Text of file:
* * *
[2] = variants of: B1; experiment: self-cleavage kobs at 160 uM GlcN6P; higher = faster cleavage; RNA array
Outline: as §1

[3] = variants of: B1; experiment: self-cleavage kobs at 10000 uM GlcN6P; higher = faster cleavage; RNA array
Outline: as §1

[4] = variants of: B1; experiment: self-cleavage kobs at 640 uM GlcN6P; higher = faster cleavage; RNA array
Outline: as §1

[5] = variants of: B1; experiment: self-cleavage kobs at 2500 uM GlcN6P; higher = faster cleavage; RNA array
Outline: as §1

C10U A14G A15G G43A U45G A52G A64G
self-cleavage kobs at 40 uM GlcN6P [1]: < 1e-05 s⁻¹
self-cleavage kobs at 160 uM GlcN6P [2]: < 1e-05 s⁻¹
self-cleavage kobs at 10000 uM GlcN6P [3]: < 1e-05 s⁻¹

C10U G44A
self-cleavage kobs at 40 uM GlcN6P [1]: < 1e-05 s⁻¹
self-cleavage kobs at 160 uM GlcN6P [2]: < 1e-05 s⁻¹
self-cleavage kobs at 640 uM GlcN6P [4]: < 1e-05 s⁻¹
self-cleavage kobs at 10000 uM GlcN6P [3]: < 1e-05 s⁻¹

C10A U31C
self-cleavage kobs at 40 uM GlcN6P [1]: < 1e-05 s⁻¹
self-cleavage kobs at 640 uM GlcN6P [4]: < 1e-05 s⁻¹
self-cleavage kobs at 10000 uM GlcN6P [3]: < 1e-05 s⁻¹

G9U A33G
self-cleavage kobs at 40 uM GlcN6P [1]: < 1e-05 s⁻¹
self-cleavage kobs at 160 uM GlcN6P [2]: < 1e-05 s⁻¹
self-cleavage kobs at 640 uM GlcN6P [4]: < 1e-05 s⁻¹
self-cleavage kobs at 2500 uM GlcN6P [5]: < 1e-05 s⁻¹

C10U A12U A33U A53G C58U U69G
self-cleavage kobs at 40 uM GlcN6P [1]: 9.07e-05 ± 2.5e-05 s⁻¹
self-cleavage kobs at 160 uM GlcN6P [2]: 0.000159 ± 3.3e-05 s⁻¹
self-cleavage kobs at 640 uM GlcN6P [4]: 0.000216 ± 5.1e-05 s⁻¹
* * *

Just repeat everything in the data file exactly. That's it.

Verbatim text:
[2] = variants of: B1; experiment: self-cleavage kobs at 160 uM GlcN6P; higher = faster cleavage; RNA array
Outline: as §1

[3] = variants of: B1; experiment: self-cleavage kobs at 10000 uM GlcN6P; higher = faster cleavage; RNA array
Outline: as §1

[4] = variants of: B1; experiment: self-cleavage kobs at 640 uM GlcN6P; higher = faster cleavage; RNA array
Outline: as §1

[5] = variants of: B1; experiment: self-cleavage kobs at 2500 uM GlcN6P; higher = faster cleavage; RNA array
Outline: as §1

C10U A14G A15G G43A U45G A52G A64G
self-cleavage kobs at 40 uM GlcN6P [1]: < 1e-05 s⁻¹
self-cleavage kobs at 160 uM GlcN6P [2]: < 1e-05 s⁻¹
self-cleavage kobs at 10000 uM GlcN6P [3]: < 1e-05 s⁻¹

C10U G44A
self-cleavage kobs at 40 uM GlcN6P [1]: < 1e-05 s⁻¹
self-cleavage kobs at 160 uM GlcN6P [2]: < 1e-05 s⁻¹
self-cleavage kobs at 640 uM GlcN6P [4]: < 1e-05 s⁻¹
self-cleavage kobs at 10000 uM GlcN6P [3]: < 1e-05 s⁻¹

C10A U31C
self-cleavage kobs at 40 uM GlcN6P [1]: < 1e-05 s⁻¹
self-cleavage kobs at 640 uM GlcN6P [4]: < 1e-05 s⁻¹
self-cleavage kobs at 10000 uM GlcN6P [3]: < 1e-05 s⁻¹

G9U A33G
self-cleavage kobs at 40 uM GlcN6P [1]: < 1e-05 s⁻¹
self-cleavage kobs at 160 uM GlcN6P [2]: < 1e-05 s⁻¹
self-cleavage kobs at 640 uM GlcN6P [4]: < 1e-05 s⁻¹
self-cleavage kobs at 2500 uM GlcN6P [5]: < 1e-05 s⁻¹

C10U A12U A33U A53G C58U U69G
self-cleavage kobs at 40 uM GlcN6P [1]: 9.07e-05 ± 2.5e-05 s⁻¹
self-cleavage kobs at 160 uM GlcN6P [2]: 0.000159 ± 3.3e-05 s⁻¹
self-cleavage kobs at 640 uM GlcN6P [4]: 0.000216 ± 5.1e-05 s⁻¹